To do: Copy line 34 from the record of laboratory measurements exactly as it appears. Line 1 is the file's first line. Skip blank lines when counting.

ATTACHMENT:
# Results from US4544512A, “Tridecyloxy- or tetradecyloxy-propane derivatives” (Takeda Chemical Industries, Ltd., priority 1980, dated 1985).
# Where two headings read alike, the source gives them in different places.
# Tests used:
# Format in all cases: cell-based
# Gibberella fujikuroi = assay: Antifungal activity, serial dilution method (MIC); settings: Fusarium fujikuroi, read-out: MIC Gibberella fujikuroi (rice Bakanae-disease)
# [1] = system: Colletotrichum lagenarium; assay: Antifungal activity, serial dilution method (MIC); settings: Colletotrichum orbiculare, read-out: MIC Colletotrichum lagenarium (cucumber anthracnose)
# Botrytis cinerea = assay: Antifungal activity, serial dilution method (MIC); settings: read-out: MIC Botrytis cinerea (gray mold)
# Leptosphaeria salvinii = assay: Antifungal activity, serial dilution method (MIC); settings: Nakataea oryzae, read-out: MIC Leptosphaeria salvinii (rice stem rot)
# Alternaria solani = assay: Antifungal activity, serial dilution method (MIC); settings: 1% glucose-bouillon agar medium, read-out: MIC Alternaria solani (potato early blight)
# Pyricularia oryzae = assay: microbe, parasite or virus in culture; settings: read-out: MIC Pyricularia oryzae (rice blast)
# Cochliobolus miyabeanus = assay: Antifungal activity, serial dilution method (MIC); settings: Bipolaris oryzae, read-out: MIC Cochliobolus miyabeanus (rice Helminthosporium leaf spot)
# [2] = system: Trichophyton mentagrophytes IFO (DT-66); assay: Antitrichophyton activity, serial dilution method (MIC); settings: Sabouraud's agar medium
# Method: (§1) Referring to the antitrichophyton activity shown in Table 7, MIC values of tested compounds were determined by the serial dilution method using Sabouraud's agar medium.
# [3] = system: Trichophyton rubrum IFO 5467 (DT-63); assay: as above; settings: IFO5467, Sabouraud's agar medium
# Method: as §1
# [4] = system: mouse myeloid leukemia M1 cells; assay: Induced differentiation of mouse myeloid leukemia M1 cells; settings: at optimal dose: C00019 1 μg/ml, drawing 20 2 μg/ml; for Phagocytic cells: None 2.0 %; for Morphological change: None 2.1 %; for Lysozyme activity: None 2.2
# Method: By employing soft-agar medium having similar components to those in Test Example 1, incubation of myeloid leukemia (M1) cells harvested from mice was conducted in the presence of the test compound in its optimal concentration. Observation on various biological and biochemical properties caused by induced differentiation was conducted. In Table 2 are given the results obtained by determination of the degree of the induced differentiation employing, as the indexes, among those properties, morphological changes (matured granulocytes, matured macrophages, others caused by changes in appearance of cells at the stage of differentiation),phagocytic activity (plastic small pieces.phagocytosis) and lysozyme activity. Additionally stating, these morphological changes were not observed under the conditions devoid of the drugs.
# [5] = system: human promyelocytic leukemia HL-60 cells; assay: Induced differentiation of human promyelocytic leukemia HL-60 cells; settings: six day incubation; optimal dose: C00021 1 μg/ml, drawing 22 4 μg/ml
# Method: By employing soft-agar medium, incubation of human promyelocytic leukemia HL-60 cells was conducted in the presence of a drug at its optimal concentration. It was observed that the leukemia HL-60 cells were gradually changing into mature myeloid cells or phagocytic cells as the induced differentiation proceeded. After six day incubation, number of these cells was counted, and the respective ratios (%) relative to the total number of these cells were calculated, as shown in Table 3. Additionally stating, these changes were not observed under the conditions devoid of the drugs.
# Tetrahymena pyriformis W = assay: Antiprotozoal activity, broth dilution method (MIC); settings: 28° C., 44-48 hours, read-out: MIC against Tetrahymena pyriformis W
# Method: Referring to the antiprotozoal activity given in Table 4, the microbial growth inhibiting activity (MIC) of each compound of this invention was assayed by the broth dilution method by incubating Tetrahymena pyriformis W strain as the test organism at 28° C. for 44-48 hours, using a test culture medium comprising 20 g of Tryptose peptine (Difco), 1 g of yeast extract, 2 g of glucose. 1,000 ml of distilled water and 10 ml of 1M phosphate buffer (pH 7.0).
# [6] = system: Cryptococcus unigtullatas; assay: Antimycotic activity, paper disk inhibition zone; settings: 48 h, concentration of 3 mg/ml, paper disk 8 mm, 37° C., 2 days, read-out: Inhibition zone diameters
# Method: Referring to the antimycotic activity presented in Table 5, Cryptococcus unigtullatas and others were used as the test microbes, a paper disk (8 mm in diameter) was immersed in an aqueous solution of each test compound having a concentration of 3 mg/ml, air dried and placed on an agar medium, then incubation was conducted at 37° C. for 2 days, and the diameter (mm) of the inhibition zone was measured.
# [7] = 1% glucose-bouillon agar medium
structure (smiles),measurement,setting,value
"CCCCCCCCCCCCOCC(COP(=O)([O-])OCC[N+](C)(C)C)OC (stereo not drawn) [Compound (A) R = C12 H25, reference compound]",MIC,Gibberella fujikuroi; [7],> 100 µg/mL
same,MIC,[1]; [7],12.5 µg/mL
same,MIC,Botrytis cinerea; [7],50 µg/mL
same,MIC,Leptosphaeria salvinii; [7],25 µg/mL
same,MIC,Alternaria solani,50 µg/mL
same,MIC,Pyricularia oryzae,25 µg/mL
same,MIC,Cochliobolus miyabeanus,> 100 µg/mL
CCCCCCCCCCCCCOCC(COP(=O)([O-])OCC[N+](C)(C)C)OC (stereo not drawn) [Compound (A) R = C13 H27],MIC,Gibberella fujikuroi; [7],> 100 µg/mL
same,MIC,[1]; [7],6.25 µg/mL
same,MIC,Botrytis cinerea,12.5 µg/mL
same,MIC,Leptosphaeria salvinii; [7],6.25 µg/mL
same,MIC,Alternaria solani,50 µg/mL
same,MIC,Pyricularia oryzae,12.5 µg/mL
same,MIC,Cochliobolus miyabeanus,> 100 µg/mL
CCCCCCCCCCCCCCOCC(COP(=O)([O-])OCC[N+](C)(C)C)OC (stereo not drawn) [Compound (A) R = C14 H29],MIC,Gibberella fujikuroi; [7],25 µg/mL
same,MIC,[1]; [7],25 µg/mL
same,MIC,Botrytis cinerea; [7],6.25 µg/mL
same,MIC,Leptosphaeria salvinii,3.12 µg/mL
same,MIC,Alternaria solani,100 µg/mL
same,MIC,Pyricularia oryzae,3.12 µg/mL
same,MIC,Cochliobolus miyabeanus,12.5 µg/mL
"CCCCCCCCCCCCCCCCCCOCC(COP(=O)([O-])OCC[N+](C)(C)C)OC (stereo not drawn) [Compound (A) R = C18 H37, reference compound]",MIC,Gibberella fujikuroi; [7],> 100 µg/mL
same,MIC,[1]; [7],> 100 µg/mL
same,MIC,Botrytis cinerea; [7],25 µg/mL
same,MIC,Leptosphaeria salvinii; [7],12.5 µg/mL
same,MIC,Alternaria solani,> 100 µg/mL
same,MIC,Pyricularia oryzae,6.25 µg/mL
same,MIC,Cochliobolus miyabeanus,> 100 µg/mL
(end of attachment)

same,MIC,[1]; [7],6.25 µg/mL